High-grade appendiceal mucinous neoplasms

High-grade appendiceal mucinous neoplasms (HAMN) are rare mucinous tumours of the appendix showing high-grade cytologic atypia, c.f. low-grade appendiceal mucinous neoplasms (LAMN). The distinction between both LAMN and HAMN is done on a histologic ground and those tumours basically look the same on imaging. Please, refer to the LAMN article for a detailed conjoined discussion on their imaging findings. 

Terminology 

Considerable controversy still exists on mucinous neoplasms of the appendix pathologic classification and nomenclature 3. According to a panel of specialist review in 2016, a new nomenclature and classification for the appendiceal mucinous neoplasms based on their histologic type and biologic behaviour has been proposed, which now includes the “high-grade appendiceal mucinous neoplasm”. The HAMN was proposed to include the lesions that have high-grade atypia and thus cannot be grouped as an LAMN, but also do not have the infiltrative invasion to be characterised as an appendiceal mucinous adenocarcinoma 1-2.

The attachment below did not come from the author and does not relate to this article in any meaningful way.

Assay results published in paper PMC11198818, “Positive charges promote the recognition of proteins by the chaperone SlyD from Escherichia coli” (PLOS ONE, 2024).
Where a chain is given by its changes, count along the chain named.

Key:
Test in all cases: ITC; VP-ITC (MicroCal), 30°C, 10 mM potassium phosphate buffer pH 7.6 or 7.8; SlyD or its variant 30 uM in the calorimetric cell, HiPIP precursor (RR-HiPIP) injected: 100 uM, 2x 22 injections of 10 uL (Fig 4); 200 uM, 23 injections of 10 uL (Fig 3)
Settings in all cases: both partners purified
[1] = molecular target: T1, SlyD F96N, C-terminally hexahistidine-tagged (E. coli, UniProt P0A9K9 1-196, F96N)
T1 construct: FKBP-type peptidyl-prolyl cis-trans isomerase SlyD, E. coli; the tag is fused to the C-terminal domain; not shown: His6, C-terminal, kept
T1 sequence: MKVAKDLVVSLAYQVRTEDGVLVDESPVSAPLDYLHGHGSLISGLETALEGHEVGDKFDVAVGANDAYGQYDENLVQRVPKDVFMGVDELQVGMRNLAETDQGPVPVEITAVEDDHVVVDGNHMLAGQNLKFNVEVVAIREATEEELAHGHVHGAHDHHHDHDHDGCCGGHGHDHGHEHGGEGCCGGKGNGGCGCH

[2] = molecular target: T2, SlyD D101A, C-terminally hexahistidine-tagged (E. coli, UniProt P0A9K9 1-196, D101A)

Pathology

Histologically these tumours show high-grade cytologic atypia associated with at least one of the following 1-2

  • loss of the muscularis mucosae 
  • fibrosis of the submucosa
  • rupture of the appendix
  • mucin and/or tumoral cells outside the appendix
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Article information

rID: 54956
Section: Pathology
Synonyms or Alternate Spellings:

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